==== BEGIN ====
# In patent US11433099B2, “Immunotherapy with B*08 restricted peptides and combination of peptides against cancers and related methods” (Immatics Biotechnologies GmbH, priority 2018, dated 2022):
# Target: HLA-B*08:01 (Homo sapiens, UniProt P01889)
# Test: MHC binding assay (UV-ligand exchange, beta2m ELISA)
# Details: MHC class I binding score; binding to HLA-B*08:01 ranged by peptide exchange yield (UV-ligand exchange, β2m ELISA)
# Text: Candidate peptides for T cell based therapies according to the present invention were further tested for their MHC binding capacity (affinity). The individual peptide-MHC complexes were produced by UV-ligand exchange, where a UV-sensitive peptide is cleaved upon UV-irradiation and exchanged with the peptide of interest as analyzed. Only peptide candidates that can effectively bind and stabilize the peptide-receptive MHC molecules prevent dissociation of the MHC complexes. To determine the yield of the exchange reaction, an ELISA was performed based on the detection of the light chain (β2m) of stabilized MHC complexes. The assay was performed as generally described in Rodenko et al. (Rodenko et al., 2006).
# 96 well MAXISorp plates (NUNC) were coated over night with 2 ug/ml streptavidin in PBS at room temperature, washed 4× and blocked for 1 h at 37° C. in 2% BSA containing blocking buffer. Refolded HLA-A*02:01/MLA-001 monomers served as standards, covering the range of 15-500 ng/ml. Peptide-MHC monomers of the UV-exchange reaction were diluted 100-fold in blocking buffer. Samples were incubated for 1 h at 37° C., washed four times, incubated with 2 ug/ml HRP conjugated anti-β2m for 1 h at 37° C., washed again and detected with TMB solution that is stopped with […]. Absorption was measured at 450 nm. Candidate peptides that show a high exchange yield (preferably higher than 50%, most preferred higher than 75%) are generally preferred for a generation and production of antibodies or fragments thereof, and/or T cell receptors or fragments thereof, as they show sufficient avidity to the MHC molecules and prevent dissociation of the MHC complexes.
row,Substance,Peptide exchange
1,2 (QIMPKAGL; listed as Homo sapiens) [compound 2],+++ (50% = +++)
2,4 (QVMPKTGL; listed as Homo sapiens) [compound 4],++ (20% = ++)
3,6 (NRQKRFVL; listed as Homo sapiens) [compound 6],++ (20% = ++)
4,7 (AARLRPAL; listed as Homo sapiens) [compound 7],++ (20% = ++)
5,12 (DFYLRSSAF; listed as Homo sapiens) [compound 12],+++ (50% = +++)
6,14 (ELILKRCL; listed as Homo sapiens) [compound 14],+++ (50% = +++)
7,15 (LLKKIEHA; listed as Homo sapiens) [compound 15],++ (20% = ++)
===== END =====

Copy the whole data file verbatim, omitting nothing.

# In patent US11433099B2, “Immunotherapy with B*08 restricted peptides and combination of peptides against cancers and related methods” (Immatics Biotechnologies GmbH, priority 2018, dated 2022):
# Target: HLA-B*08:01 (Homo sapiens, UniProt P01889)
# Test: MHC binding assay (UV-ligand exchange, beta2m ELISA)
# Details: MHC class I binding score; binding to HLA-B*08:01 ranged by peptide exchange yield (UV-ligand exchange, β2m ELISA)
# Text: Candidate peptides for T cell based therapies according to the present invention were further tested for their MHC binding capacity (affinity). The individual peptide-MHC complexes were produced by UV-ligand exchange, where a UV-sensitive peptide is cleaved upon UV-irradiation and exchanged with the peptide of interest as analyzed. Only peptide candidates that can effectively bind and stabilize the peptide-receptive MHC molecules prevent dissociation of the MHC complexes. To determine the yield of the exchange reaction, an ELISA was performed based on the detection of the light chain (β2m) of stabilized MHC complexes. The assay was performed as generally described in Rodenko et al. (Rodenko et al., 2006).
# 96 well MAXISorp plates (NUNC) were coated over night with 2 ug/ml streptavidin in PBS at room temperature, washed 4× and blocked for 1 h at 37° C. in 2% BSA containing blocking buffer. Refolded HLA-A*02:01/MLA-001 monomers served as standards, covering the range of 15-500 ng/ml. Peptide-MHC monomers of the UV-exchange reaction were diluted 100-fold in blocking buffer. Samples were incubated for 1 h at 37° C., washed four times, incubated with 2 ug/ml HRP conjugated anti-β2m for 1 h at 37° C., washed again and detected with TMB solution that is stopped with […]. Absorption was measured at 450 nm. Candidate peptides that show a high exchange yield (preferably higher than 50%, most preferred higher than 75%) are generally preferred for a generation and production of antibodies or fragments thereof, and/or T cell receptors or fragments thereof, as they show sufficient avidity to the MHC molecules and prevent dissociation of the MHC complexes.
row,Substance,Peptide exchange
1,2 (QIMPKAGL; listed as Homo sapiens) [compound 2],+++ (50% = +++)
2,4 (QVMPKTGL; listed as Homo sapiens) [compound 4],++ (20% = ++)
3,6 (NRQKRFVL; listed as Homo sapiens) [compound 6],++ (20% = ++)
4,7 (AARLRPAL; listed as Homo sapiens) [compound 7],++ (20% = ++)
5,12 (DFYLRSSAF; listed as Homo sapiens) [compound 12],+++ (50% = +++)
6,14 (ELILKRCL; listed as Homo sapiens) [compound 14],+++ (50% = +++)
7,15 (LLKKIEHA; listed as Homo sapiens) [compound 15],++ (20% = ++)